School of English, Film, Theatre, and Media Studies, 2017
Lisa Kiyomoto-Fink sits down with Shane Loader and Andrea Bosshard to discuss beginnings, budgets and how to tell a good story.
“What we’re interested in is storytelling. And whether it's drama or documentary, it doesn't actually matter.”
Torchlight Films is run by Shane Loader and Andrea Bosshard, both Victoria graduates of Russell Campbell’s first Film course in the 80s. The film history and theory they learned here at Victoria continues to inform their practice today.
Andrea and Shane have been working together since their university days, finding their footing at The Boulcott Street Film Workshop with friends Martin Long, Matthew Aitken, and a Super 8 camera.
In the late 80s they were invited to join documentary collective Vanguard Films by Russell Campbell. Twenty years later, Taking the Waewae Express, the feature “that got out of hand” marked the official beginning of Torchlight Films in 2008.
“We’ve never had a lot of equipment,” Andrea begins to explain their name ... “So the torch was a good light,” interjects Shane, laughing. They have generously invited me into their home office to discuss their company.
“When you haven’t had money, you really have to engage and involve people in meaningful ways. I think that’s a philosophy we carry through our work,” says Andrea. 'Real stories, low budgets' is a loose description of Torchlight, but there’s a lot more behind the name.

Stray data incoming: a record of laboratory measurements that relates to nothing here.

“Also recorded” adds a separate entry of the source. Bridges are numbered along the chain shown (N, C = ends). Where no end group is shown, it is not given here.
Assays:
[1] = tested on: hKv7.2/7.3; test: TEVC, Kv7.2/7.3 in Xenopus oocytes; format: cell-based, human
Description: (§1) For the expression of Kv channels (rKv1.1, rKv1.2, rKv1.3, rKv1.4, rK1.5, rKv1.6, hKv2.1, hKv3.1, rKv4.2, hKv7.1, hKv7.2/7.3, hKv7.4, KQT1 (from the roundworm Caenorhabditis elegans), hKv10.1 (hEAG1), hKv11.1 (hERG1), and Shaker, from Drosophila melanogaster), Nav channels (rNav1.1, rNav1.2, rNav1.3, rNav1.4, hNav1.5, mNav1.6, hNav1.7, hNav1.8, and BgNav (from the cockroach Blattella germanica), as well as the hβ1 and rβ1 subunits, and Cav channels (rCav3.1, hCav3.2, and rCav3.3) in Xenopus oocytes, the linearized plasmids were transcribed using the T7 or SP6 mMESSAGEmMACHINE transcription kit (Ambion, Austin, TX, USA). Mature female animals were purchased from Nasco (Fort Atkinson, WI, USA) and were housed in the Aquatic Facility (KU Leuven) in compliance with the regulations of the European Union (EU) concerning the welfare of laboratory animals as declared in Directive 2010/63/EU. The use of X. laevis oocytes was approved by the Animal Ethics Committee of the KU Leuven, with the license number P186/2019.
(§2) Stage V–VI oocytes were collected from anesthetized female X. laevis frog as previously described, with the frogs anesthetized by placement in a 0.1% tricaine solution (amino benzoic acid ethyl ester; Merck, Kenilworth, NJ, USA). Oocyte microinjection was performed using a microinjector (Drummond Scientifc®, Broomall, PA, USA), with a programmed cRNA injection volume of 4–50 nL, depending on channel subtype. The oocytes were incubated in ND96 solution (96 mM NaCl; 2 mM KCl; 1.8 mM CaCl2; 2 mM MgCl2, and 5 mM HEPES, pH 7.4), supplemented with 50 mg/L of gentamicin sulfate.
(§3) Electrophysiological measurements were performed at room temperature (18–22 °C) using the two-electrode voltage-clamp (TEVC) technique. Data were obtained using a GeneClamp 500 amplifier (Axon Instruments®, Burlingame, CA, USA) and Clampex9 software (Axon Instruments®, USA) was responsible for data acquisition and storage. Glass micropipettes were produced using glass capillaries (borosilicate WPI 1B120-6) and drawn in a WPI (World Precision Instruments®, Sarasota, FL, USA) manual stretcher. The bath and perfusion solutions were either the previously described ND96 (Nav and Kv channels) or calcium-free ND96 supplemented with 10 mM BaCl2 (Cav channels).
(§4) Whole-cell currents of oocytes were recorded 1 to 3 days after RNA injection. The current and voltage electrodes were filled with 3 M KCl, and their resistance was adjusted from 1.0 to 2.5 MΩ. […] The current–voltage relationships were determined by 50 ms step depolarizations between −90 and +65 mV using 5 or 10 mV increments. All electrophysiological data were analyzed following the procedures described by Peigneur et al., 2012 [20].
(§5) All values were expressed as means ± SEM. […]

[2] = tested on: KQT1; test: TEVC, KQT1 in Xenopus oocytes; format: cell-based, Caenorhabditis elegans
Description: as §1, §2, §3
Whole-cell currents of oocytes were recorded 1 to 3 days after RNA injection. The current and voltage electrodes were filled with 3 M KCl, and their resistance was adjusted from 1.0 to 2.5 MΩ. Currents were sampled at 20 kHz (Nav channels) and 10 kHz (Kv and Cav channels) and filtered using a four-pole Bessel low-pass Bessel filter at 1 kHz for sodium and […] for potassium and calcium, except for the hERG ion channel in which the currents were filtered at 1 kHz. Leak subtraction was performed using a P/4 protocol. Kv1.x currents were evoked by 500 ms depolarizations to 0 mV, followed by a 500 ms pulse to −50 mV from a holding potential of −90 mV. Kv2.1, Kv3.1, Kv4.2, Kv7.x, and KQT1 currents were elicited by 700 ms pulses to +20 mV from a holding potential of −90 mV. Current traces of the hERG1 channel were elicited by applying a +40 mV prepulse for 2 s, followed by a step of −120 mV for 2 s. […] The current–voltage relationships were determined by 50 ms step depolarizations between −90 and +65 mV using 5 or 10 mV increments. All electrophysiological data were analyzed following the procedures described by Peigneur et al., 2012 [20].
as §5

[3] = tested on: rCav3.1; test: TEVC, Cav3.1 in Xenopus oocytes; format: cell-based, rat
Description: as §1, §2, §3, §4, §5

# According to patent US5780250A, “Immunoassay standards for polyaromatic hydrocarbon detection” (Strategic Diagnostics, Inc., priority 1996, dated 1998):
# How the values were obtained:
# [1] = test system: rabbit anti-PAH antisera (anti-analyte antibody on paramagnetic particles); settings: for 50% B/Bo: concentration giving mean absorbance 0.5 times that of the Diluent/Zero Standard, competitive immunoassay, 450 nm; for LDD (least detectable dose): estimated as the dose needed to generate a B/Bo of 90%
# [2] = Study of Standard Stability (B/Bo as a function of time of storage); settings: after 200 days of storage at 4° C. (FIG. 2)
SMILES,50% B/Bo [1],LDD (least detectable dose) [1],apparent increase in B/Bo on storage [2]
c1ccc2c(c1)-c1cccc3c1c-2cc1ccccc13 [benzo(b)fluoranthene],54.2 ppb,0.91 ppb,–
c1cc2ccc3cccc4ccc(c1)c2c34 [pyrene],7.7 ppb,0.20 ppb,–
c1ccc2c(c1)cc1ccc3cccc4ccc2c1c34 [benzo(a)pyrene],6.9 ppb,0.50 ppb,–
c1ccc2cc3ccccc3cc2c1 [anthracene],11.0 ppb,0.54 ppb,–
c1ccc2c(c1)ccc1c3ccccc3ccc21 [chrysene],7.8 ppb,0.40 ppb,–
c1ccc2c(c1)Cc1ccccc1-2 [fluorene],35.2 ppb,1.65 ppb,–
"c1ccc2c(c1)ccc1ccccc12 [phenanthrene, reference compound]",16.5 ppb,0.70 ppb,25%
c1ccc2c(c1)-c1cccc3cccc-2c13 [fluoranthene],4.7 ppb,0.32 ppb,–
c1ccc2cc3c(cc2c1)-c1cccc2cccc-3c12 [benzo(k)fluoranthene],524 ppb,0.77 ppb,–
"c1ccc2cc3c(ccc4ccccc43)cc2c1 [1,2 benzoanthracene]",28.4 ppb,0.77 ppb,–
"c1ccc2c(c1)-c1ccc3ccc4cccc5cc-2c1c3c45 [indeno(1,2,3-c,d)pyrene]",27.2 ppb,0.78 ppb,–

In 2004 Andrea attended a director’s workshop run by Australia-based director Rob Marchand. The course was about British director Mike Leigh’s improvisational process, trying to answer the question 'How the hell do you get good performances?'
Similar to a theatrical ‘devising’ process, actors begin with solo improv, then progress to improvising with the other actors in a variety of situations.
The stories find themselves, with the writers and/or directors acting as guides and editors.
“I felt so at home with that way of working …” says Andrea. “It was the beginning of us.” Since then, Torchlight has used this process to create the understated, yet powerful, stories that characterise their films.
Shane and Andrea distribute their own films, and they pay their full cast and crew the average New Zealand wage.
If they can’t afford to pay up-front, as profits come in from distribution, everyone from the caterers to the lead camera gets paid off over time.
They are truly a community film movement. “We’re amateurs in the best sense of the word,” laughs Andrea. “We still have a bit of a guerrilla approach to film-making.”
While they’re now very hands-on, they deeply appreciate their time at Victoria learning Film Theory under Russell Campbell.
They believe that having a firm grasp on both the production of film along with its theoretical underpinnings is essential for film-makers.
“We looked at the social and political context of film-making and films … It challenged your notions about what cinema was,” says Andrea.
“There’s a bit of a problem, that people mistake technical ability for being a film-maker. And it’s not.”
It’s about telling a great story. About directing in a compelling way. And about editing the piece to create a real journey.
As the interview wraps up, I’m overwhelmed when they give me two of their films “You haven’t seen them?” and show me excerpts from their current film in post-production.
But where does the process even start?
“Look at the world around you,” Andrea tells me. “Watch people, observe, listen. And use that as your first resource.”